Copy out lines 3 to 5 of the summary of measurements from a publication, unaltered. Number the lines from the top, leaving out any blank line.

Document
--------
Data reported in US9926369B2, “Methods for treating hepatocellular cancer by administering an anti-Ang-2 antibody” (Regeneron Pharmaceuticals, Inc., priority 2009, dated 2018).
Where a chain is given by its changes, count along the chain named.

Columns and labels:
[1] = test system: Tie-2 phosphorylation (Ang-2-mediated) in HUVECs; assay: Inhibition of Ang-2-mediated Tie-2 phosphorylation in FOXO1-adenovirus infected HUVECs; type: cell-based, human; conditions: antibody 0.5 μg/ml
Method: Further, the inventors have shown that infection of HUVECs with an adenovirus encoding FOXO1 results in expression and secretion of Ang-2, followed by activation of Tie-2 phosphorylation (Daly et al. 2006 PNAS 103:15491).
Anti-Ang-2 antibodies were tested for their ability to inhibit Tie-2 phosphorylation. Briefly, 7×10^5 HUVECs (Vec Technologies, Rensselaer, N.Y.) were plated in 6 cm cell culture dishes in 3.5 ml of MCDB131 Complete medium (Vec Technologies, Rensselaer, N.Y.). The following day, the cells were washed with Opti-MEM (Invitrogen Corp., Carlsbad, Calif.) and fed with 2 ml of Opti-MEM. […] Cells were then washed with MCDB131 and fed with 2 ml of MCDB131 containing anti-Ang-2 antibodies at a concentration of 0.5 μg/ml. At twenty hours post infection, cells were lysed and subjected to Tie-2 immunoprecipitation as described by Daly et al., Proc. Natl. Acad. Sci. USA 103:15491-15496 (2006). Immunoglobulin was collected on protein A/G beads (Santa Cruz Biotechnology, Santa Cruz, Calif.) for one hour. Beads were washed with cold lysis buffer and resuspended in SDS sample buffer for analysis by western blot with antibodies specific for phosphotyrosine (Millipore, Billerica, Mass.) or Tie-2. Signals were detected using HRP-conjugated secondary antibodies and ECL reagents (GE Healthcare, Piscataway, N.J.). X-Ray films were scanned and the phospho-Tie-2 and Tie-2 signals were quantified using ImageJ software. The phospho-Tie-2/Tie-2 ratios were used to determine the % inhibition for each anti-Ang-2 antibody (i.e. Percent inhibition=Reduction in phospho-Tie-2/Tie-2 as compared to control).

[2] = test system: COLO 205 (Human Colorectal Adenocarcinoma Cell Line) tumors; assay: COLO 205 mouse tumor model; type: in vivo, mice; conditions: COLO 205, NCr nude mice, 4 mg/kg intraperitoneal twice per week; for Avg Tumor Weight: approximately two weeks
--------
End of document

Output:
Columns and labels:
[1] = test system: Tie-2 phosphorylation (Ang-2-mediated) in HUVECs; assay: Inhibition of Ang-2-mediated Tie-2 phosphorylation in FOXO1-adenovirus infected HUVECs; type: cell-based, human; conditions: antibody 0.5 μg/ml
Method: Further, the inventors have shown that infection of HUVECs with an adenovirus encoding FOXO1 results in expression and secretion of Ang-2, followed by activation of Tie-2 phosphorylation (Daly et al. 2006 PNAS 103:15491).